Interview: George W. Bush (1999)

ON THE RECORD; BUSH ANSWERS QUESTIONS FROM EDUCATION TO HEALTH CARE AND WHAT HE CALLS COMPASSIONATE CONSERVATISM

By Scott Holleran

GETTING to know George W. Bush at a hotel in downtown Los Angeles isn’t easy.

A brief, 15-minute interview has been scheduled, taking place in the middle of a large, empty ballroom with two chairs and a couple of plants, while a team of assorted aides, performing a symphony with cell phones and pagers, watches and listens.

The interview is not intimate. Any spontaneity is suffocated by the precise staging. George W. Bush, the 2000 Republican presidential front-runner and governor of Texas, has achieved star status before even one vote has been cast. He has raised millions of dollars, garnered the endorsements of most GOP leaders, and he handily won the Iowa straw poll in August. Dominating the nomination process on an unprecedented scale, the son of former President Bush, and former owner of the baseball team, the Texas Rangers, has proved an elusive top contender.

Bush, who has served one full term as governor, refuses to discuss troubling aspects of his youth, and his call for what he dubs compassionate conservatism leaves many wondering what he really stands for: increased government intervention in the name of altruism or a gradually reduced role of the state in the individual’s life.

Scott Holleran: What is the core principle of the Republican Party?

George W. Bush: It ought to be that each individual matters, that each individual counts, that each individual has worth and dignity and public policy ought to work so that each individual has a shot at the American Dream.

Scott Holleran: Vice President Al Gore recently told the gay news magazine The Advocate that he wants to be more compassionate about implementing the Don’t Ask, Don’t Tell policy toward gays in the military. Are you concerned that Gore will engage you in a contest for compassionate government?

George W. Bush: I support the Don’t Ask, Don’t Tell policy. But it’s up to the military to implement it. After all, the military must make the decisions on training, war and peace. Micromanaging the military from the White House would be a mistake. So it’s not an issue of compassion, it’s an issue of whether someone can be a good president.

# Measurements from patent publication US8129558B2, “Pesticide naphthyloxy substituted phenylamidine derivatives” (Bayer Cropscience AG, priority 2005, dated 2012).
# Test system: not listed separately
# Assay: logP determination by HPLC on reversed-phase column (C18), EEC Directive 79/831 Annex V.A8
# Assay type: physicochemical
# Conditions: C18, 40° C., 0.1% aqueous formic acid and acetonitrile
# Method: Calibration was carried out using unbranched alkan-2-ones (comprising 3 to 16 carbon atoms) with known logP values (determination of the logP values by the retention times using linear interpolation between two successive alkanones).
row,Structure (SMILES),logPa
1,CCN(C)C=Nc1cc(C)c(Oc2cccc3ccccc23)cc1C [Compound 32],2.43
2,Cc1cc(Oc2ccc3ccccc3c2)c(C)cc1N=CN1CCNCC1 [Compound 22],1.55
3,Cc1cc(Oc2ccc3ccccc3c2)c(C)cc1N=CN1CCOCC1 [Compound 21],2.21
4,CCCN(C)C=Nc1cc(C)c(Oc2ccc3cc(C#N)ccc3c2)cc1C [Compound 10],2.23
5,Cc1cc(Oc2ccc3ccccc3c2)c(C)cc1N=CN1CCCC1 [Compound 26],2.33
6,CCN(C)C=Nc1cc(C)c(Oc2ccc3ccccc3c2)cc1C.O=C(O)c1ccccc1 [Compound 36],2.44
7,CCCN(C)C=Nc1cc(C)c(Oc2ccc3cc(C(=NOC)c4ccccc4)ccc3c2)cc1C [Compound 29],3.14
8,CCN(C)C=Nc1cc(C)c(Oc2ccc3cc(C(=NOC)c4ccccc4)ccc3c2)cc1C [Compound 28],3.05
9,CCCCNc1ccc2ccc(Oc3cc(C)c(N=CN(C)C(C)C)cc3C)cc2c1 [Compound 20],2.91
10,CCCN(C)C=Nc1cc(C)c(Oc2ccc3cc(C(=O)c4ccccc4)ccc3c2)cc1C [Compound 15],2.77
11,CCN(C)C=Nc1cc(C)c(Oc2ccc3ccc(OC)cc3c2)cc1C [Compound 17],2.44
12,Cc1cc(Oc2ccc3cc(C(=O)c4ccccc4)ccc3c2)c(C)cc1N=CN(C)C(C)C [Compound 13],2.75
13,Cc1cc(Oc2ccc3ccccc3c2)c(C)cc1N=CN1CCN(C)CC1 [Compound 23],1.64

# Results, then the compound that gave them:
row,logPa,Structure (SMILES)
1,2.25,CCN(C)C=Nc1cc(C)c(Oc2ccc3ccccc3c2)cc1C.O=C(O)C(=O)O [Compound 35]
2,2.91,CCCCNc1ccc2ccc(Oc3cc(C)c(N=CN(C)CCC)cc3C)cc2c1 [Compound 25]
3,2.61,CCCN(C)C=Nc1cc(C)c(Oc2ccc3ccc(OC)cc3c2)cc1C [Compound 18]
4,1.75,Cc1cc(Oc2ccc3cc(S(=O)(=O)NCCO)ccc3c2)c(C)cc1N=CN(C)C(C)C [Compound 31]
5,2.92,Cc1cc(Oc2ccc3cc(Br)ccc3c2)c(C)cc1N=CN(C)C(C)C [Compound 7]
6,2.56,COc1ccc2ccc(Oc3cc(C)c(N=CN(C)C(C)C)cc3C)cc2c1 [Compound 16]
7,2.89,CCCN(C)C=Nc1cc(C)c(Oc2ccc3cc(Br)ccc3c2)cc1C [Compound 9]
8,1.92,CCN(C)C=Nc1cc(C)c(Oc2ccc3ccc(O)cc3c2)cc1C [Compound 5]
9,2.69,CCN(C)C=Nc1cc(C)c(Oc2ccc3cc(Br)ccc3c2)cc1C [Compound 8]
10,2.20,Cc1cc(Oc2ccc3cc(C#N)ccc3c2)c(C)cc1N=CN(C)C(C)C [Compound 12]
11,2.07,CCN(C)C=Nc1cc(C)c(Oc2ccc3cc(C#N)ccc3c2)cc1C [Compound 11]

Scott Holleran: Gore has recently attacked your record on education in Texas . . .

George W. Bush: Why? We’re one of the best states in terms of improving education for African-Americans and Hispanics. I’m proud of the record. I look forward to debating Vice President Gore, should I win my party’s nomination – and should he win his – about my record of education in Texas. I would love for people to be focused on that and I appreciate him bringing that up.

Scott Holleran: Should an individual be permitted to invest his or her own Social Security money in a private account?

George W. Bush: Yes. People ought to be given the option of making that choice. In other words, it ought to be voluntary. The amount of payroll taxes diverted to personal savings accounts is up for debate. A lot depends on the economic forecast of how much money is going to be available to be able to make the transition from no personal savings accounts to personal savings accounts. There must be enough money so that somebody’s got enough money in there to take advantage of the compounding rate of interest. I have yet to settle on a specific number yet. But, yes, I strongly believe that people ought to be able to manage their own account within certain guidelines. I certainly don’t agree with the Clinton administration, who have ballyhooed some type of personal savings accounts, so long as the government manages the portfolio. That would be a big mistake.

Scott Holleran: Are you an environmentalist?

George W. Bush: Sure. I believe in clean air and clean water.

Scott Holleran: Do you support full, immediate tax deductibility of health insurance premiums for individuals?

George W. Bush: I do. As I understand it, the current GOP-sponsored tax bill has full, immediate tax deductibility.

Scott Holleran: Only for those individuals who are self-employed. Will you seek full tax deductibility for all individuals?

George W. Bush: Well, I support medical savings accounts for individuals. I support full deductibility for self-employed. I need to make sure I understand the full implications of total deductibility for all individuals.

Scott Holleran: As president, will you seek to expand medical savings accounts to all Americans?

George W. Bush: Yes. I will.

Scott Holleran: If conservatism means honoring the Founding Fathers’ view of absolute individual rights, what does compassion add and why is it necessary?

George W. Bush: If I may reframe the question for you, why does conservatism lead to compassionate results? That’s the way I like to put it. That’s what I’m trying to say to people. A conservative philosophy of heralding the individual recognizes that society is renewed from the bottom up, not (from) the top down. We yield to a more compassionate society than a society where the government dictates compassion from the top down. What I’ve tried to say to people is that you can be a conservative thinker and you can adhere to a conservative philosophy when it comes to government, but that doesn’t mean you don’t care about people.

 Published on September 26, 1999 in the Los Angeles Daily News; versions were also published in the Philadelphia Inquirer, Arizona Republic, San Jose Mercury News, Birmingham News, Bangor Daily News, and the Casper Star-Tribune.

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